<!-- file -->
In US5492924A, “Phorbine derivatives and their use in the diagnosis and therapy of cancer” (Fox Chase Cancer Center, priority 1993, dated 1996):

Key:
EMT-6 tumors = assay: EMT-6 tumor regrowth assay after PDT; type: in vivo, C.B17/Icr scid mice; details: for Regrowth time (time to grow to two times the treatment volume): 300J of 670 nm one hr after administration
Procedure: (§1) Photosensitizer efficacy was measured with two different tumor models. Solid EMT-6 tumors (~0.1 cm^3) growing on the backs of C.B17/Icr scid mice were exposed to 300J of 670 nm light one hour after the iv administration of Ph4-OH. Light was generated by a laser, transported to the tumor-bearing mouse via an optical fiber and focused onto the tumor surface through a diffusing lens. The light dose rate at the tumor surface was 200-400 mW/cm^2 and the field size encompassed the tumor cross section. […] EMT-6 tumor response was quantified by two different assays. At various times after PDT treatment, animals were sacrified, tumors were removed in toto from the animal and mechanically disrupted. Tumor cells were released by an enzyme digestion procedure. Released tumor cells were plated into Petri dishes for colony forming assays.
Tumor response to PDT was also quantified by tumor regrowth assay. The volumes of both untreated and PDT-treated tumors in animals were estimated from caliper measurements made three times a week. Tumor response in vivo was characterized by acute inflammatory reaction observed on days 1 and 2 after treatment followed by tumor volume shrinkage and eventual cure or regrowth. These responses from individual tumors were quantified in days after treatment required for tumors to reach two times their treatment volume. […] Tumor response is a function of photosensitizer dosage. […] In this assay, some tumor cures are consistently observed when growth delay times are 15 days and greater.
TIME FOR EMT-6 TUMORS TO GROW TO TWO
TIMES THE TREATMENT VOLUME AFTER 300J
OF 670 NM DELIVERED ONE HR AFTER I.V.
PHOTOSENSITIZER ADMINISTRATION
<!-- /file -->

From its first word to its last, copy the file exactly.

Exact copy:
In US5492924A, “Phorbine derivatives and their use in the diagnosis and therapy of cancer” (Fox Chase Cancer Center, priority 1993, dated 1996):

Key:
EMT-6 tumors = assay: EMT-6 tumor regrowth assay after PDT; type: in vivo, C.B17/Icr scid mice; details: for Regrowth time (time to grow to two times the treatment volume): 300J of 670 nm one hr after administration
Procedure: (§1) Photosensitizer efficacy was measured with two different tumor models. Solid EMT-6 tumors (~0.1 cm^3) growing on the backs of C.B17/Icr scid mice were exposed to 300J of 670 nm light one hour after the iv administration of Ph4-OH. Light was generated by a laser, transported to the tumor-bearing mouse via an optical fiber and focused onto the tumor surface through a diffusing lens. The light dose rate at the tumor surface was 200-400 mW/cm^2 and the field size encompassed the tumor cross section. […] EMT-6 tumor response was quantified by two different assays. At various times after PDT treatment, animals were sacrified, tumors were removed in toto from the animal and mechanically disrupted. Tumor cells were released by an enzyme digestion procedure. Released tumor cells were plated into Petri dishes for colony forming assays.
Tumor response to PDT was also quantified by tumor regrowth assay. The volumes of both untreated and PDT-treated tumors in animals were estimated from caliper measurements made three times a week. Tumor response in vivo was characterized by acute inflammatory reaction observed on days 1 and 2 after treatment followed by tumor volume shrinkage and eventual cure or regrowth. These responses from individual tumors were quantified in days after treatment required for tumors to reach two times their treatment volume. […] Tumor response is a function of photosensitizer dosage. […] In this assay, some tumor cures are consistently observed when growth delay times are 15 days and greater.
TIME FOR EMT-6 TUMORS TO GROW TO TWO
TIMES THE TREATMENT VOLUME AFTER 300J
OF 670 NM DELIVERED ONE HR AFTER I.V.
PHOTOSENSITIZER ADMINISTRATION